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Thread: Divisible by 9

  1. #1
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    Divisible by 9

    Using mathematical induction, prove

    $\displaystyle 10^n + 3\cdot4^{n+2} + 5$ is div. by $\displaystyle 9$ $\displaystyle \forall \ \mathbb{Z} \ \ n \geq 1$
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  2. #2
    is up to his old tricks again! Jhevon's Avatar
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    Quote Originally Posted by Ideasman View Post
    Using mathematical induction, prove

    $\displaystyle 10^n + 3\cdot4^{n+2} + 5$ is div. by $\displaystyle 9$ $\displaystyle \forall \ \mathbb{Z} \ \ n \geq 1$
    okie dokie, let's see where we get with this. i suppose you know the method of induction, so i won't explain it. let's just jump in



    Let $\displaystyle P(n)$: "$\displaystyle 9|(10^n + 3 \cdot 4^{n + 2} + 5)$ for all $\displaystyle n \in \mathbb{N}$"

    Clearly $\displaystyle P(1)$ is true, since $\displaystyle 10 + 3 \cdot 4^3 + 5 = 207 = 9(23)$

    So assume $\displaystyle P(n)$ holds for some $\displaystyle n \ge 1$. That is, we can write $\displaystyle P(n) = 9k$ for some $\displaystyle k \in \mathbb{Z}$. We show $\displaystyle P(n + 1)$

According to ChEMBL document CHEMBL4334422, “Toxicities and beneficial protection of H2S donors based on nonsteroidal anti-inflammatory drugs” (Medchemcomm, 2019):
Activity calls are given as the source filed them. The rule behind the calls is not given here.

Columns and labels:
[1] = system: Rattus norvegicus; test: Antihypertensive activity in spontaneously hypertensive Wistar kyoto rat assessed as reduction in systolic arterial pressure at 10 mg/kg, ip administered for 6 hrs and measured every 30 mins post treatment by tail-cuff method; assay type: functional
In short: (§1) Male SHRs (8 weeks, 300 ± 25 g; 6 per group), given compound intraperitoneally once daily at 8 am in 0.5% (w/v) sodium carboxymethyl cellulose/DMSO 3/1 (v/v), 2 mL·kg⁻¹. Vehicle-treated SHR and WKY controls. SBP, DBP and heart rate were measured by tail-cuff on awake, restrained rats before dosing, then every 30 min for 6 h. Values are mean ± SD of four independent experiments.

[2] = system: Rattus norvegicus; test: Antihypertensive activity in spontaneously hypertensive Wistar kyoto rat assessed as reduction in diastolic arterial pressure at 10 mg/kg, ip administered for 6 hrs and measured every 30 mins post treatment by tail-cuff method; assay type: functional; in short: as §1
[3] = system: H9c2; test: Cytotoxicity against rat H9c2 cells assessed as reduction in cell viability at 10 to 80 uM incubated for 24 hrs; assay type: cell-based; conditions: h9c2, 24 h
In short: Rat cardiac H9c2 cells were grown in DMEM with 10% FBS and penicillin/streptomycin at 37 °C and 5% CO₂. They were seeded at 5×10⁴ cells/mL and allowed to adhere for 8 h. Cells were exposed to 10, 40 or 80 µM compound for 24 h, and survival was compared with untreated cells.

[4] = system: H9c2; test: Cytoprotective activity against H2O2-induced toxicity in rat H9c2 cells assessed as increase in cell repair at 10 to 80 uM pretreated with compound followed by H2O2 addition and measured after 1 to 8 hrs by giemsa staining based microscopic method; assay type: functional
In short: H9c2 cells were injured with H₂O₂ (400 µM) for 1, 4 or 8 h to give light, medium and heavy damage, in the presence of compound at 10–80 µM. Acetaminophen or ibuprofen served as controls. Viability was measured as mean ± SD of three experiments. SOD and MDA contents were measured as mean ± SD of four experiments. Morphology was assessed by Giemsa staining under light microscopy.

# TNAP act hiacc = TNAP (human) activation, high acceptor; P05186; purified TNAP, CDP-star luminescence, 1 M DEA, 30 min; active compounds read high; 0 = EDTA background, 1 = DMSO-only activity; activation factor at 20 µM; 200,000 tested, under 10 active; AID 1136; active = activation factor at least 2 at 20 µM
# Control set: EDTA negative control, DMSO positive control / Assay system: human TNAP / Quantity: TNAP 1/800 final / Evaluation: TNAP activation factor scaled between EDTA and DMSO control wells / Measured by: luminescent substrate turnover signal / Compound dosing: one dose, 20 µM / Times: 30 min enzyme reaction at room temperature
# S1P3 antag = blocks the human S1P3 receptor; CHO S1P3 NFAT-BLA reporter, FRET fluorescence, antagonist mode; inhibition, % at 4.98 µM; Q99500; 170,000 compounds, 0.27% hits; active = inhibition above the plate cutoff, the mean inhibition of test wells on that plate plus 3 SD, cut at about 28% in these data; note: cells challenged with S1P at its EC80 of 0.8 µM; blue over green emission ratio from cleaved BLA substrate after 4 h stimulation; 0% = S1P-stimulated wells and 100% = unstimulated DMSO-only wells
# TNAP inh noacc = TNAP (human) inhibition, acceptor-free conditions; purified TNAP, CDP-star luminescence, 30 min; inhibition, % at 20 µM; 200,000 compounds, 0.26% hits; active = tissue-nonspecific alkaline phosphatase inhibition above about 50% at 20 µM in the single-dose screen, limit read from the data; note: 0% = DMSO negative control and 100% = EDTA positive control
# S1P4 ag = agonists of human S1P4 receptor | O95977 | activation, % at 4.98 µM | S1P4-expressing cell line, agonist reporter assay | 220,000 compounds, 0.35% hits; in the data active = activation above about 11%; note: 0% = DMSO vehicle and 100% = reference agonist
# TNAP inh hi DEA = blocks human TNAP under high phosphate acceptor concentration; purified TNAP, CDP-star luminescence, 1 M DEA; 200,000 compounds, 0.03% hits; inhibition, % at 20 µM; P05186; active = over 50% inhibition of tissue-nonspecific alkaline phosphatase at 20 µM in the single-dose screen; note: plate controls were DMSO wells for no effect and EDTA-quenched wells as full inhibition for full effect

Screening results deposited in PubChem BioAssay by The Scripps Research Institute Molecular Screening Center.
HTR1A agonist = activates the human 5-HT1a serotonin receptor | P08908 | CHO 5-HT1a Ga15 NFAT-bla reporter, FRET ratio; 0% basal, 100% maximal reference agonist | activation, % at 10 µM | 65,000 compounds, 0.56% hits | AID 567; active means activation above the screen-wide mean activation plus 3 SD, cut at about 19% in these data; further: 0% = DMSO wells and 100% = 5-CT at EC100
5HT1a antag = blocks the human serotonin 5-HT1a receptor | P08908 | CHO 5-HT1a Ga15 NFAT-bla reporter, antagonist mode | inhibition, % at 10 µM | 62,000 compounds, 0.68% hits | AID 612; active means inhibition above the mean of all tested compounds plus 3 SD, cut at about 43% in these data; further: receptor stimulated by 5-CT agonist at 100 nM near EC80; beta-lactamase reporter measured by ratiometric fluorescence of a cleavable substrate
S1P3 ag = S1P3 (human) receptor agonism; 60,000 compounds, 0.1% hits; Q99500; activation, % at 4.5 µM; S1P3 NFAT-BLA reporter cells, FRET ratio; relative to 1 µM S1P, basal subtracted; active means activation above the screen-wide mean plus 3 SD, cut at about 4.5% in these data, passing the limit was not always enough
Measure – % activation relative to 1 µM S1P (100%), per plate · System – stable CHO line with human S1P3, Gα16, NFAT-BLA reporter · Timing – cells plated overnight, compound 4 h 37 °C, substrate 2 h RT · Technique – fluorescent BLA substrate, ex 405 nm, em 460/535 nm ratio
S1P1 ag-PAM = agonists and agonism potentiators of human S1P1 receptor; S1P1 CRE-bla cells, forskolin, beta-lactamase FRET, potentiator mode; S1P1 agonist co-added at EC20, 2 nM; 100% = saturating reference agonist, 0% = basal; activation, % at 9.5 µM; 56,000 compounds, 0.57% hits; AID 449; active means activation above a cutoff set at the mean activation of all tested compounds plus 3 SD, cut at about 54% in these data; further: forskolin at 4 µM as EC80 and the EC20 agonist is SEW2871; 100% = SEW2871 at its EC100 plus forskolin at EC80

Now $\displaystyle P(n + 1)$ is $\displaystyle 10^{n + 1} + 3 \cdot 4^{n + 3} + 5$. We must show that this is divisible by 9, provided $\displaystyle P(n)$ is.

    Note that:

    $\displaystyle 10^{n + 1} + 3 \cdot 4^{n + 3} + 5 = 10^{n + 1} ~\underbrace{+ 10 \cdot 3 \cdot 4^{n + 2} + 10 \cdot 5 - 10 \cdot 3 \cdot 4^{n + 2} - 10 \cdot 5}_{\mbox{Note that this is zero}}~+ 3 \cdot 4^{n + 3} + 5$

    $\displaystyle = 10( \underbrace{10^n + 3 \cdot 4^{n + 2} + 5}_{\mbox{This is } P(n)}) - 18 \cdot 4^{n + 2} - 45$

    $\displaystyle = 10 \cdot 9k - 9(2 \cdot 4^{n + 2} + 5)$

    $\displaystyle = 9(10k - 2 \cdot 4^{n + 2} - 5)$

    Since $\displaystyle (10k - 2 \cdot 4^{n + 2} - 5)$ is an integer, we have that $\displaystyle 9 | P(n + 1)$, as desired.

    Thus, $\displaystyle P(n)$ holds for all $\displaystyle n \in \mathbb{N}$ by induction.

    QED
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  3. #3
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    Hello, Ideasman!

    Another approach . . .


    Using mathematical induction, prove:

    . . $\displaystyle 10^n + 3\cdot4^{n+2} + 5$ is divisible by $\displaystyle 9,\quad \forall\:n \in \mathbb{N}$
    Verify $\displaystyle S(1)\!:\;\;10 + 3\!\cdot\!4^3 + 5 \:=\:207 \:=\:9(23)$ . . . true!


    Assume $\displaystyle S(k)$ is true: .$\displaystyle 10^k + 3\!\cdot\!4^{k+2} + 5 \;=\;9a\;\text{ for some integer }a$


    Add $\displaystyle 9\!\cdot\!10^k + 9\!\cdot\!4^{k+2}$ to both sides:

    . . $\displaystyle 10^k \:{\color{blue}+\: 9\!\cdot\!10^k} + 3\!\cdot\!4^{k+2} \:{\color{blue}+\: 9\!\cdot\!4^{k+2}} + 5 \;=\;9a \:{\color{blue}+ \:9\!\cdot\!10^k + 9\!\cdot\!4^{k+2}} $

    . . . . $\displaystyle 10^k(1 + 9) + 3\!\cdot\!4^{k+2}(1 + 3) + 5 \;=\;9\underbrace{(a + 10^k + 4^{k+2})}_{\text{some integer }b} $
    . . . . . . . . . . . $\displaystyle 10^{k+1} + 3\!\cdot\!4^{k+3} + 5 \;=\;9b$


    We have proved $\displaystyle S(k\!+\!1)$ . . . The inductive proof is complete.

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